Preparation of bacterial smear (Laboratory exercise)

Use fresh cultures between 24-48 hours old, whenever possible. When making smears, use a medium-sized drop of water and a small amount of bacteria. Mix the bacteria in the drop quite well with an inoculating needle, and spread it out thinly. A smear that is too thick will not only be difficult to stain properly but it will also be very difficult to observe individual bacterial cells under the microscope.
Use fresh cultures between 24-48 hours old, whenever possible.



Materials

Glass slide | Bunsen burner | tube of sterile water | slide warmer | gloves | pencil |inoculating needle |sterile transfer pipette (“transpette”) | inoculating loop | culture of Staphylococcus epidermidis and Escherichia coli

a. Take your streak plates and examine them for the two different colony types. The TSA plate should have well-isolated Staphylococcus epidermidis (Gram-positive) and Escherichia coli (Gram-negative) colonies. The PEA and MSA should only have one colony type (S.epidermidis), and the MAC and EMB should only have one colony type (E.coli).

b. Assemble the materials necessary for making the smears.

c. With a pencil, label two glass slides on the frosted end with the names of the respective test organisms: Staphylococcus epidermidis and Escherichia coli.

d. Using the aseptic techniques put a medium-sized drop of water on the slide in the center, using a sterile pipette or an inoculating loop. Transfer a small amount from a single, well-isolated colony from the Petri plate to the drop of sterile water on the slide. When transferring an isolated colony from the streak plate, an inoculating needle rather than a loop is used.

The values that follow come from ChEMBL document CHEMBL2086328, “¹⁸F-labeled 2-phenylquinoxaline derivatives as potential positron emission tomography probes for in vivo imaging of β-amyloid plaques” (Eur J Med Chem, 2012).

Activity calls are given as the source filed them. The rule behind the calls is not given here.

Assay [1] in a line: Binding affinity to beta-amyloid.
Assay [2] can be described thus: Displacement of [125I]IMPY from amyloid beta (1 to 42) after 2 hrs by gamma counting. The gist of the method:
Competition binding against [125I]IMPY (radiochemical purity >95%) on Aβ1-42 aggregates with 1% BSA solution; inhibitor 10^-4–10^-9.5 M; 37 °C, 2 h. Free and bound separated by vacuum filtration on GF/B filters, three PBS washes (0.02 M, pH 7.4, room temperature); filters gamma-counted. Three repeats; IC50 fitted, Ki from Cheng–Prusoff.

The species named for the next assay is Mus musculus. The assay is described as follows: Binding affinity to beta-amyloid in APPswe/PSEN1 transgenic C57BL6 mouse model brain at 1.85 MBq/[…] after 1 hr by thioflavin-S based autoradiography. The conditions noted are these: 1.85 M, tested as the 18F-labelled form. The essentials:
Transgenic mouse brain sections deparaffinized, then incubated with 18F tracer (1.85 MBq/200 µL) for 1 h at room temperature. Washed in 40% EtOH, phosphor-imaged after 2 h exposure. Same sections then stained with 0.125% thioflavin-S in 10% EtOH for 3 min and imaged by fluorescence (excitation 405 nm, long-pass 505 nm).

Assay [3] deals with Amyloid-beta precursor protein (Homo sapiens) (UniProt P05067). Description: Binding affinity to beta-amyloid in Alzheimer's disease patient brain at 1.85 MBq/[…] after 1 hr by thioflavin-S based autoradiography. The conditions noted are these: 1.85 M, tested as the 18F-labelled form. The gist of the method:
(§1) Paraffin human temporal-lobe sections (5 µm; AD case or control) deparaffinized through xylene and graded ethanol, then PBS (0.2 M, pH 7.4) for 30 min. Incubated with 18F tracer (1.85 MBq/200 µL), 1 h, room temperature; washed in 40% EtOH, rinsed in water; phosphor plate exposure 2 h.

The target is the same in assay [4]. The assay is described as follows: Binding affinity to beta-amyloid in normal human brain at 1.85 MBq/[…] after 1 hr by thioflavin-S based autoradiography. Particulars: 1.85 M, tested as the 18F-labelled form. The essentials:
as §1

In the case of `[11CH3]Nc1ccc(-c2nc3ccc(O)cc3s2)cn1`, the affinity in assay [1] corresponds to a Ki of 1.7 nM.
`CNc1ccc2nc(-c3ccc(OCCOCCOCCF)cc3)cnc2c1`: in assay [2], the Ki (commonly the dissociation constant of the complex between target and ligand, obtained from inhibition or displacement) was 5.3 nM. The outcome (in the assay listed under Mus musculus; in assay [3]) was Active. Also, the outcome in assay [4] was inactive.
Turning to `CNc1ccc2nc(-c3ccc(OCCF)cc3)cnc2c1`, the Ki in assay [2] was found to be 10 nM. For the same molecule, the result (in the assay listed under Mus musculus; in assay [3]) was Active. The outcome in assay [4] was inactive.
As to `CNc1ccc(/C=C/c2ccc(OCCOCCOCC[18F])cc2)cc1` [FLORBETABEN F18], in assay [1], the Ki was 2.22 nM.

e. Touch the inoculating needle to the center of a well-isolated colony. You may use any one of your plates. However, if you use a selective agar, remember that the bacterial type that did not appear to grow is only inhibited. Therefore, you should touch the needle to the very top or edge of the colony without going too deep. DO NOT TOUCH THE AGAR SURFACE! 

Transfer the colony aseptically to the appropriately labeled glass slide and thoroughly mix the bacteria with the drop of sterile water on the slide.

f. Repeat the procedure for the other colony type.

g. Let each smear air-dry thoroughly and then heat-fix gently using either the flame of a Bunsen burner or a slide warmer. Heat-fix the bacteria onto the slide by passing the slide, smear side up, quickly through the flame of the bunsen burner 4-5 times. Avoid getting the slide too hot; this will cause distortion of the morphology of the cells. 

This step will keep your smear from washing off of the slide during the staining procedure. These smears will be used to perform the Gram Stain procedure.



Reference
http://coproweb.free.fr/pagbac/introbac/smearpre.htm
https://www.scienceprofonline.com/microbiology/how-to-prepare-microscope-slide-of-bacteria.html
https://bio.libretexts.org/Bookshelves/Ancillary_Materials/Laboratory_Experiments/Microbiology_Labs/Book%3A_Laboratory_Exercises_in_Microbiology_(McLaughlin__Petersen)/3%3A_Preparation_of_Bacterial_Smears_and_Introduction_to_Staining
http://spot.pcc.edu/~jvolpe/b/bi234/lab/labTechniques/bacterial_smears.htm
https://openwetware.org/wiki/BISC209:_Preparing_a_bacterial_smear_slide
https://uomustansiriyah.edu.iq/media/lectures/6/6_2017_03_11!10_58_07_PM.pdf
https://www.labce.com/spg603164_preparation_of_a_gram_stained_smear_from_culture.aspx
https://milnepublishing.geneseo.edu/suny-microbiology-lab/chapter/differential-staining-techniques/
http://vlab.amrita.edu/?sub=3&brch=73&sim=208&cnt=2

Post a comment

0 Comments